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20121027
20121104
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English 35
Search Results 0 to 34 of about 35 (some duplicates have been removed)
and i'm editor of real clear science.com. my background is microbiology. a friend of mine who became an ob gene why and set i look like a geek in that picture. that is my working in an anaerobic chamber. we grew all sorts of extremely slowly bacteria in that thing. i went to the university of washington in 2004 and got my ph.d. in 2010. i have been in the real world for two years. my personal science philosophy is straight forward and simple. if you are not an expert in his best to accept what is considered mainstream science. science should always come before politics. that means ideology or political parties are not beyond criticism. in my view i quaker team science. i don't come 14 rap or team blew. i think we shall always try to purge anti scientific thinking even if it is from our friends or political allies. so why science left behind? why pick on the left? the media is quick to cover anti scientific belief from conservatives like global warming and evolution. plot macon's made some rather an in lightning comment about pregnancy and for days this was a front-page story about ho
to have a really sound science before you make those difficult decisions. you know, i am a scientist. i have been taking care patients for 30 years. and i know that you don't change an operation that you do because some people have said that this new operation is a lot better. all right. you need to have years of unbiased will result before you make a critical decision that affect people's lives. frankly, i have not been convinced us what the real facts are. and i certainly don't know that we should be spending trillions of dollars over science that is argued about. because i have been through this before. i have seen people tout the medical theory, saying how great it was and see people act on that end the disastrous results. and i don't want to do that in the field of global warming. >> moderator: thank you. mr. mcdowell, you have one minute. mcdowell: i just look at the scientific issues. this should be an issue based solely on the science of the issue. right now, our legs have dropped about 20 inches in the last 10 years. i looked across the bigger and it really frightens me. i don'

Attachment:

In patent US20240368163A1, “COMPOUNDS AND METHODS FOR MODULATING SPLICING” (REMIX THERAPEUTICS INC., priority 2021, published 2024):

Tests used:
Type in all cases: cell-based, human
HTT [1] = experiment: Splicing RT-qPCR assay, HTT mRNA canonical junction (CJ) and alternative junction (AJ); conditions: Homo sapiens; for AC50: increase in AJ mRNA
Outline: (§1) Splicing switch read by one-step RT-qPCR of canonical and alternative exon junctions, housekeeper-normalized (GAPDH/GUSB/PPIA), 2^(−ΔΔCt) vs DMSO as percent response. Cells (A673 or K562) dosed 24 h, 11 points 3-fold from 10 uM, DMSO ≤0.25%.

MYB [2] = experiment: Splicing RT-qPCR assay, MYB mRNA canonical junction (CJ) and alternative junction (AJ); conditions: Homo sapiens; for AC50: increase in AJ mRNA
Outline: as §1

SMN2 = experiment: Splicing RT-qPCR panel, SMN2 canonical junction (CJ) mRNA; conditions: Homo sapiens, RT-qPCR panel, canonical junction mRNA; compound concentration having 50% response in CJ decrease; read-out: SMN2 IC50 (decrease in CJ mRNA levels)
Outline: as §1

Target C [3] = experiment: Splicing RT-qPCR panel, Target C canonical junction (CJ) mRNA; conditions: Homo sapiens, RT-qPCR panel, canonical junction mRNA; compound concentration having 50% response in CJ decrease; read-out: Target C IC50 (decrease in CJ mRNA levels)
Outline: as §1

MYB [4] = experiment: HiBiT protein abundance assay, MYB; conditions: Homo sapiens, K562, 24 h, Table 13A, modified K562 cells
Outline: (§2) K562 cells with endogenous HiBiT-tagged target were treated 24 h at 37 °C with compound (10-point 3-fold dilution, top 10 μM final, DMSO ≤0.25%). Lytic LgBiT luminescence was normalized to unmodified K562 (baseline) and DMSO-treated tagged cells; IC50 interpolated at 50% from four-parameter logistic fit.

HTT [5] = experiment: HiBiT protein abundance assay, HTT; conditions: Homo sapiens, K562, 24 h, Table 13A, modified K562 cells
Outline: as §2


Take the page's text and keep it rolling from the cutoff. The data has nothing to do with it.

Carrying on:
from his first daof work this last, which isn't rocket science. it's just common sense. frotd ameritrade. >> well, today's big storm on the east coast taking some attention away from the election and it's only eight days away. and both candidates are more focused on hurricane sandy. obviously, all of us across the country are concerned about the potential impact of hurricane sandy. this is a serious and big storm. charles: and also appears to be slowing town mitt romney's momentum. the latest gallup has romney up 4 points, 50-46 down one point from the previous poll and the latest rasmussen poll has romney romney by 3. we'll get the new number from scott rasmussen shortly and the washington poll, romney with a 1 point lead for the third consecutive day and a lot of people are talking about the controversial ad featuring, actress lena dunham. >> and of anybody, we want to do it with a great guy, it should be with a guy with beautiful, who understands women. >> and andrea, what congresswoman marsha blackburn. a young actress voting for the essential october is offensive to me f
and being ready, no matter what happens, which isn't rocket science. it's just common sense, from td ameritrade. which isn't rocket science. so i test... a lot. do you test with this? freestyle lite test strips? i don't see... beep! wow! that didn't take much blood. yeah, and the unique zipwik tab targets the blood and pulls it in. so easy. yep. freestyle lite needs just a third the blood of onetouch ultra. really? so testing is one less thing i have to worry about today. great. call or click today and get strips and a meter free. test easy. >>> paul ryan is running for vice president of the united states. why is the man running for president of the united states sending his running mate to places in the united states where the people who are going to decide the election cannot see him? that's ahead. zeebox is the free app that makes tv even better. if your tv were a prom queen, zeebox would be a stretch limo. with this enchanting union, comes a sunroof she can scream from... i'm goin' to prom! [ male announcer ] ...and a driver named bruce that she can re-name james... faster, james